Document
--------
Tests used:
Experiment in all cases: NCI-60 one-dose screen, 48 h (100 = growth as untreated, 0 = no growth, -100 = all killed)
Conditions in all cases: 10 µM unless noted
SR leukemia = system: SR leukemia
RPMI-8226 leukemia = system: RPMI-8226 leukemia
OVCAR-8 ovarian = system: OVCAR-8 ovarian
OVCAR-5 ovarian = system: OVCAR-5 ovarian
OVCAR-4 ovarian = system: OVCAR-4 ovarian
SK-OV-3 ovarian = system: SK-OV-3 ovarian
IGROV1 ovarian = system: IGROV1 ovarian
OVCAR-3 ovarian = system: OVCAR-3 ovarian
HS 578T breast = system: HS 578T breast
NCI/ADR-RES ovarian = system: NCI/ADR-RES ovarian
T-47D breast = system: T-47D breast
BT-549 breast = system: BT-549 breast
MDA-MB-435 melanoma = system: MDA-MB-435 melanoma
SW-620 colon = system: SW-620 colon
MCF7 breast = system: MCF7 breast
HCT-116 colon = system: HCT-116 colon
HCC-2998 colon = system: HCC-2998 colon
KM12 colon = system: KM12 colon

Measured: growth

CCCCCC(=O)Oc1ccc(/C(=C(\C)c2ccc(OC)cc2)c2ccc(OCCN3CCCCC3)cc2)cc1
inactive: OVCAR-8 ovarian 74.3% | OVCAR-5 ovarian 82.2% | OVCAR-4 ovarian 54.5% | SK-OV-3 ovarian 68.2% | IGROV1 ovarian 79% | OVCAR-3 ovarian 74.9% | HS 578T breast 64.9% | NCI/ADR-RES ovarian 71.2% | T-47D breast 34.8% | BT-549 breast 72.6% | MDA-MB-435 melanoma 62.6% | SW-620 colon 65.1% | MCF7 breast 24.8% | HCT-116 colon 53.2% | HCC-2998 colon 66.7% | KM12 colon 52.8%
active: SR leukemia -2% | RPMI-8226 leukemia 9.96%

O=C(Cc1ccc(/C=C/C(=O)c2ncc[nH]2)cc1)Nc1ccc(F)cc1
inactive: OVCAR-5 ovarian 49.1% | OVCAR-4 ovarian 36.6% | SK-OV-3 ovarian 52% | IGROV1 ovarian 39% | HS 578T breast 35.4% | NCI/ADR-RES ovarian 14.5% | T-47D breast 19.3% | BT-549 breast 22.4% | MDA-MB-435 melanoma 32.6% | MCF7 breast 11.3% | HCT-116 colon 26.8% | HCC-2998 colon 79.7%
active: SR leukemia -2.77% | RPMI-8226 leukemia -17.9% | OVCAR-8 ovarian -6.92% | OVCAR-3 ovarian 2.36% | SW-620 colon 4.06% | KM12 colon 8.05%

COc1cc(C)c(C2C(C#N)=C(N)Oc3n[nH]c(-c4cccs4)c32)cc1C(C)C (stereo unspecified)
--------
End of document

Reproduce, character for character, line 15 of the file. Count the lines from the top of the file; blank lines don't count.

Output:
BT-549 breast = system: BT-549 breast